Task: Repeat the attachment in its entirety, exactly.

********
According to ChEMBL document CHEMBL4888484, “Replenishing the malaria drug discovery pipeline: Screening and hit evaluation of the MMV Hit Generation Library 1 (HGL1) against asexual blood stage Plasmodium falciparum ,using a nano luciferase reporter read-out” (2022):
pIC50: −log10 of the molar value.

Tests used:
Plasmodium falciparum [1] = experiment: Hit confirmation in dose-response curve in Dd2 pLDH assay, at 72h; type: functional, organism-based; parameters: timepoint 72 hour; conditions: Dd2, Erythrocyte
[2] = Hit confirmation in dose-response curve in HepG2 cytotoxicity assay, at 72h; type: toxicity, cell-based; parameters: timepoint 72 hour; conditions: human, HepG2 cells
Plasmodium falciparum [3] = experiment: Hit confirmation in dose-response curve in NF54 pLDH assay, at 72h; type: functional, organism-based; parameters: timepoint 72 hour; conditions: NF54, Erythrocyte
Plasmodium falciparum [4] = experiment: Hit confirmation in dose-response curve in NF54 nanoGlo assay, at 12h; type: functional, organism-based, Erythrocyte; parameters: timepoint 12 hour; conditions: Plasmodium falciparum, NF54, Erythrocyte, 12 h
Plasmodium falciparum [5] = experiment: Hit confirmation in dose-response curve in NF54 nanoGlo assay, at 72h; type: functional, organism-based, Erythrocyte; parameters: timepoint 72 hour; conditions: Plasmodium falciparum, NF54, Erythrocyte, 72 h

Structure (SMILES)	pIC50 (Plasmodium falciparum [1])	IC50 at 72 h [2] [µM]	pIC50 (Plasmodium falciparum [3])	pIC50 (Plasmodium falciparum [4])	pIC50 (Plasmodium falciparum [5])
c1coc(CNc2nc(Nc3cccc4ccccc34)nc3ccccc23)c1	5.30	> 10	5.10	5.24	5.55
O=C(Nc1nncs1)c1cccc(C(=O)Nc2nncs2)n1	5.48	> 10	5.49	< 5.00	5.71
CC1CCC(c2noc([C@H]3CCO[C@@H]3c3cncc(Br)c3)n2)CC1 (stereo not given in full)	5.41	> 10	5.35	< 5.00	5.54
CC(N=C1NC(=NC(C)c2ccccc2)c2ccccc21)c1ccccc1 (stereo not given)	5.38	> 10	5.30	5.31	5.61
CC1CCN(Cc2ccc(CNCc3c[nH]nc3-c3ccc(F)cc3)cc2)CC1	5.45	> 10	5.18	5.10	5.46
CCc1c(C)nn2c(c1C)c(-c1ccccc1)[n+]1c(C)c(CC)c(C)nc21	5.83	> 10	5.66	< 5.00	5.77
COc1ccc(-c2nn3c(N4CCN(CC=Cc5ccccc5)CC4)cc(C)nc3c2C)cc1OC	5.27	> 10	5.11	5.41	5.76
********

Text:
According to ChEMBL document CHEMBL4888484, “Replenishing the malaria drug discovery pipeline: Screening and hit evaluation of the MMV Hit Generation Library 1 (HGL1) against asexual blood stage Plasmodium falciparum ,using a nano luciferase reporter read-out” (2022):
pIC50: −log10 of the molar value.

Tests used:
Plasmodium falciparum [1] = experiment: Hit confirmation in dose-response curve in Dd2 pLDH assay, at 72h; type: functional, organism-based; parameters: timepoint 72 hour; conditions: Dd2, Erythrocyte
[2] = Hit confirmation in dose-response curve in HepG2 cytotoxicity assay, at 72h; type: toxicity, cell-based; parameters: timepoint 72 hour; conditions: human, HepG2 cells
Plasmodium falciparum [3] = experiment: Hit confirmation in dose-response curve in NF54 pLDH assay, at 72h; type: functional, organism-based; parameters: timepoint 72 hour; conditions: NF54, Erythrocyte
Plasmodium falciparum [4] = experiment: Hit confirmation in dose-response curve in NF54 nanoGlo assay, at 12h; type: functional, organism-based, Erythrocyte; parameters: timepoint 12 hour; conditions: Plasmodium falciparum, NF54, Erythrocyte, 12 h
Plasmodium falciparum [5] = experiment: Hit confirmation in dose-response curve in NF54 nanoGlo assay, at 72h; type: functional, organism-based, Erythrocyte; parameters: timepoint 72 hour; conditions: Plasmodium falciparum, NF54, Erythrocyte, 72 h

Structure (SMILES)	pIC50 (Plasmodium falciparum [1])	IC50 at 72 h [2] [µM]	pIC50 (Plasmodium falciparum [3])	pIC50 (Plasmodium falciparum [4])	pIC50 (Plasmodium falciparum [5])
c1coc(CNc2nc(Nc3cccc4ccccc34)nc3ccccc23)c1	5.30	> 10	5.10	5.24	5.55
O=C(Nc1nncs1)c1cccc(C(=O)Nc2nncs2)n1	5.48	> 10	5.49	< 5.00	5.71
CC1CCC(c2noc([C@H]3CCO[C@@H]3c3cncc(Br)c3)n2)CC1 (stereo not given in full)	5.41	> 10	5.35	< 5.00	5.54
CC(N=C1NC(=NC(C)c2ccccc2)c2ccccc21)c1ccccc1 (stereo not given)	5.38	> 10	5.30	5.31	5.61
CC1CCN(Cc2ccc(CNCc3c[nH]nc3-c3ccc(F)cc3)cc2)CC1	5.45	> 10	5.18	5.10	5.46
CCc1c(C)nn2c(c1C)c(-c1ccccc1)[n+]1c(C)c(CC)c(C)nc21	5.83	> 10	5.66	< 5.00	5.77
COc1ccc(-c2nn3c(N4CCN(CC=Cc5ccccc5)CC4)cc(C)nc3c2C)cc1OC	5.27	> 10	5.11	5.41	5.76